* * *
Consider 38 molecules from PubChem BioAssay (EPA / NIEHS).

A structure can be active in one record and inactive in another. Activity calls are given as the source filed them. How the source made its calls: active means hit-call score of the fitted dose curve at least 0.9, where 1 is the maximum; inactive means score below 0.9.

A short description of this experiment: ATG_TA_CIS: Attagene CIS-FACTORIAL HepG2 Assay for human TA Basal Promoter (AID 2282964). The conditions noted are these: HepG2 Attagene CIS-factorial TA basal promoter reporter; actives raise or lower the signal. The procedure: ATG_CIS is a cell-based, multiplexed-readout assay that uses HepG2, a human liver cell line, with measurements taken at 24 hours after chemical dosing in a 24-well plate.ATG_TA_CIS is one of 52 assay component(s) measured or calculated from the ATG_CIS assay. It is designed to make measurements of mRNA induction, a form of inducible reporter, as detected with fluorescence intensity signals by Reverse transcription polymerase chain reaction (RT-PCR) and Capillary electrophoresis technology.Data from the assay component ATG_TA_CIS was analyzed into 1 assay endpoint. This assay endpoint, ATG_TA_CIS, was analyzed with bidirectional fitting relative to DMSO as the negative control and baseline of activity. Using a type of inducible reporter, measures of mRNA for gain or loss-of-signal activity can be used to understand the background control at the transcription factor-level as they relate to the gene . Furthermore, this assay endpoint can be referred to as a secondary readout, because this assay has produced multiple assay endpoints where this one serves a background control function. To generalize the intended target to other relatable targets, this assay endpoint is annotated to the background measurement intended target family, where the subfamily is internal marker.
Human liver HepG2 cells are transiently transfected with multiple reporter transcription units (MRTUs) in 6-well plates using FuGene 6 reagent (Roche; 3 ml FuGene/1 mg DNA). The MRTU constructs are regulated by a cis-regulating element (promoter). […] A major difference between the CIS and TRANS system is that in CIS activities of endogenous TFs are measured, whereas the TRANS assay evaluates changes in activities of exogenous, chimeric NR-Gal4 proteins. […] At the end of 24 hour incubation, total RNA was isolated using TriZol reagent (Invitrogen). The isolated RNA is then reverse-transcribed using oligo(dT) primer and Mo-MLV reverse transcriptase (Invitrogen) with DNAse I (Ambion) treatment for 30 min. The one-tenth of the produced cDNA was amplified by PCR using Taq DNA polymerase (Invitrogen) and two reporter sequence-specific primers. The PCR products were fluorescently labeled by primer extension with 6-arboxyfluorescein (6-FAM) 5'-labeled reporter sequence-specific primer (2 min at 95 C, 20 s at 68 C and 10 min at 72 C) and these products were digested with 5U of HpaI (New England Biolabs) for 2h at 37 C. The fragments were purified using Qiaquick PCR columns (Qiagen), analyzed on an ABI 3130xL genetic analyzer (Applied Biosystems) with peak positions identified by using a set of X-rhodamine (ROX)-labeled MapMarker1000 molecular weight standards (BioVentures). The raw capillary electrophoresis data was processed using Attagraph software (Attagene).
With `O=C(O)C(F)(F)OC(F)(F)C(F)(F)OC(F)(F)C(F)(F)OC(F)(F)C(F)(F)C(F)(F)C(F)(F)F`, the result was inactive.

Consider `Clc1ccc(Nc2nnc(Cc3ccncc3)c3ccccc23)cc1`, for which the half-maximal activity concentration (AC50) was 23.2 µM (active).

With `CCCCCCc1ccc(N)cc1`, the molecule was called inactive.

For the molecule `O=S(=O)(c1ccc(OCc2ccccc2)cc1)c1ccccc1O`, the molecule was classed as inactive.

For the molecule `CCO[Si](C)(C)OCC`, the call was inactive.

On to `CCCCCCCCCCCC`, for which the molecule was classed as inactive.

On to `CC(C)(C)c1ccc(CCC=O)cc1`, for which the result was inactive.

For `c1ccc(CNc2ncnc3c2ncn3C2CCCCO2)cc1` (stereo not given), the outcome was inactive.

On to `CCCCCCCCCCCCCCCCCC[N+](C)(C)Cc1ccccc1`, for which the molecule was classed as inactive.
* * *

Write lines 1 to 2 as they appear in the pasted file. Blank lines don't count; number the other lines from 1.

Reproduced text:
Consider 38 molecules from PubChem BioAssay (EPA / NIEHS).

A structure can be active in one record and inactive in another. Activity calls are given as the source filed them. How the source made its calls: active means hit-call score of the fitted dose curve at least 0.9, where 1 is the maximum; inactive means score below 0.9.